Your CV is a representation which should reflect your personality and what is important to you.
When applying for a job, it is likely that you will be one of many candidates. Presenting an effective CV is one way of getting noticed from the outset. Interviewers may decide whether or not to see you on the strength of your CV.
Do not just think of it as a list of facts; it should be a resume of all your personal, educational and career history, showing your strengths and achievements.
- Always type your CV, in a clear font and to a MAXIMUM of three pages
- Avoid gimmicks, elaborate designs, or fancy typefaces or photos of your Holidays!
- Your CV represents you and should be kept simple with a minimum of layout fuss (ie no tables, text box inserts, lines in between things)
- Lay out your CV so it is easy to read and understand. Structure it by writing a list of important headings. Include your name, address, telephone number (evenings and daytime), work history (in reverse chronological order – maximum detail in the last ten years or so), any major achievements (under each role), qualifications (include examination results), hobbies and interests. In this order!
- Start with your most recent job. It is more relevant for the reader to see your current position and duties first. Break your job role down into areas of responsibility. Detail the duties within each area, in point fashion for easy reference and list your achievements as well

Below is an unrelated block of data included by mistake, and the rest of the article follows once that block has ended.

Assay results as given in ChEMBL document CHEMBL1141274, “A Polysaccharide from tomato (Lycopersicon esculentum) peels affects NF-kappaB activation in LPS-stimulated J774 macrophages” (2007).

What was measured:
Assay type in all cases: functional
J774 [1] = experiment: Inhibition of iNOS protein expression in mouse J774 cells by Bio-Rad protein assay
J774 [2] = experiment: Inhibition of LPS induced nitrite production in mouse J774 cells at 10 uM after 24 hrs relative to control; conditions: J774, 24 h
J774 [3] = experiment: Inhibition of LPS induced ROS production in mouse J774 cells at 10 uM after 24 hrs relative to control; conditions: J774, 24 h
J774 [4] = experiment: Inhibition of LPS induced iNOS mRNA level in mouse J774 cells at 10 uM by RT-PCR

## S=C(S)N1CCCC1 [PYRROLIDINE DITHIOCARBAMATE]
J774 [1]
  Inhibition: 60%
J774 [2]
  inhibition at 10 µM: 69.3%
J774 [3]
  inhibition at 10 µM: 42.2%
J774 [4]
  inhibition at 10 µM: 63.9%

- Account for any ‘gaps’ in your CV
- Do not forget leisure pursuits – participating in sports, for example, shows good potential for teamwork, or team captain – leadership skills.
- Where possible, make the CV relevant to the position you are applying for by highlighting transferable skills or similar experience
- Avoid industry jargon.
- Use space constructively; omit irrelevant experience, examination failures, etc. and keep your early career experience to one line with Dates, Company name and Job title
- Check your spelling carefully and get a friend to double check-it. Be concise, do not bore the reader. Two pages is the optimum length with Maximum three pages if one has to run over two.
- Do not claim qualifications which you do not have. Increasingly, employers will terminate the employment of, or not employ, candidates who cannot provide proof of qualifications such as GCE/GCSE, degrees and secretarial certificates. If you are shortlisted for a role the chances are you will be screened by your qualifications and references, if not the full blown background check
Between the lines
- Ensure the information is correct and relevant. Most companies will reject a CV with spelling and typing errors.
- If you spent a year or two travelling, say so. Time on a CV that is unaccounted for is always suspicious.
- Never lie on a CV, or you will undermine yourself from the onset, and may be found out in the future.
- If you have worked somewhere for a few years, explain briefly how your job title and responsibilities have changed. Show how you have developed since joining the company.
- Highlight major achievements. Have you successfully managed any projects or brought in new systems or increased sales? Show on paper that you are an asset to your present employer. It is helpful to put figures in to support your claims
- Keep a copy of your CV, read it before your interview and take two clean, crisp, unfolded copies to the interview (one for you, and one for the interviewer – just in case).
- It is also useful to keep a template CV which can be adjusted for each role you are applying for, highlighting your relevant skills for each role.